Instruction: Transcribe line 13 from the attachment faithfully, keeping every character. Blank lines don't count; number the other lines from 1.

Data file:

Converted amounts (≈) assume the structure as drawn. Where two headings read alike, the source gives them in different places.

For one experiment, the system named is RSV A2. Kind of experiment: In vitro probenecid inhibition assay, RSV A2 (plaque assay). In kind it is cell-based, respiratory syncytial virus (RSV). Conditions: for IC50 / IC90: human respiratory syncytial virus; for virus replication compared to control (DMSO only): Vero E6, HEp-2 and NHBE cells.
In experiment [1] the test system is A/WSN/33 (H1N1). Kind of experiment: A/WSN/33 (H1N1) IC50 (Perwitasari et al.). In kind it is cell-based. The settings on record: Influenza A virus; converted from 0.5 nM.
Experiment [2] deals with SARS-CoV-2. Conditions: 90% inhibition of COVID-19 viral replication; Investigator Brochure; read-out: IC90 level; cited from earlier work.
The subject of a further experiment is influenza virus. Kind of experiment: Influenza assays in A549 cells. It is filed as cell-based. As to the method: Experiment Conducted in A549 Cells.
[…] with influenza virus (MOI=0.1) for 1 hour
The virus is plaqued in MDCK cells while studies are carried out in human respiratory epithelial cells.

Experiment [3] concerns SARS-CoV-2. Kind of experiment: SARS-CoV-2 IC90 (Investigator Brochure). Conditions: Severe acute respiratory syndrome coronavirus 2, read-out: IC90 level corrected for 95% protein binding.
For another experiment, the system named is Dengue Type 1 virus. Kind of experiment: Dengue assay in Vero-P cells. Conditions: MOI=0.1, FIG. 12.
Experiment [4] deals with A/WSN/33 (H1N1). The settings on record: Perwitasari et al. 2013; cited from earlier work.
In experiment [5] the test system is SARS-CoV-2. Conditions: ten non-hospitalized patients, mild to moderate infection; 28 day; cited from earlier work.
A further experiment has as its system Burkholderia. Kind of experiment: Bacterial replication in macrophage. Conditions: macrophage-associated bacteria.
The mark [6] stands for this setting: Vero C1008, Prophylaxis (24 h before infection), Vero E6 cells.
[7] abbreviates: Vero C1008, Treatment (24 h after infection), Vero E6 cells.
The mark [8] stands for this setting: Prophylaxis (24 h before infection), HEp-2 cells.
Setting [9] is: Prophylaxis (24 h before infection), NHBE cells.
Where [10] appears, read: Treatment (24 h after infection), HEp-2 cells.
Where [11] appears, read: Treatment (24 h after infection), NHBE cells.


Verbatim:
The mark [6] stands for this setting: Vero C1008, Prophylaxis (24 h before infection), Vero E6 cells.